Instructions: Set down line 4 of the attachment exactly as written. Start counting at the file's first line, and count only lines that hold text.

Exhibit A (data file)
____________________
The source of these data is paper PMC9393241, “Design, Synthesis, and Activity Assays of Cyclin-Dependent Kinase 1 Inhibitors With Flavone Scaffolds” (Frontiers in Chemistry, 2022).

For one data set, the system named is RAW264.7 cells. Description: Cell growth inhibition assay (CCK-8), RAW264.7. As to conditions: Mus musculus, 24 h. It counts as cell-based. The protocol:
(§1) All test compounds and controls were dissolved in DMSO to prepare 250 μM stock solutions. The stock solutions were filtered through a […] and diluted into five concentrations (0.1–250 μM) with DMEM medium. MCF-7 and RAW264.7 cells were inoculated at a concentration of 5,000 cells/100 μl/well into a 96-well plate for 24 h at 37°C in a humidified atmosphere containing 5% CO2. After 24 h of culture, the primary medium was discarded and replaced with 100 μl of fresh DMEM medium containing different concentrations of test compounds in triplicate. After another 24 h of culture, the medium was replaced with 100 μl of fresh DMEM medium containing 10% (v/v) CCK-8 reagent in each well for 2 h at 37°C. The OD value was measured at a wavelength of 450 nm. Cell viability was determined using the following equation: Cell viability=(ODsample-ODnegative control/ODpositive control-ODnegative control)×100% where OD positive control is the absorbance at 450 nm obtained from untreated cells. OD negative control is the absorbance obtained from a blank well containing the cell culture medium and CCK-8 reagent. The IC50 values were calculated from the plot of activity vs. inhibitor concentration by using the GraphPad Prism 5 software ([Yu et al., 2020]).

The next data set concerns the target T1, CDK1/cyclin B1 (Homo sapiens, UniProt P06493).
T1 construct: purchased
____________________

The next data set concerns the target T1, CDK1/cyclin B1 (Homo sapiens, UniProt P06493).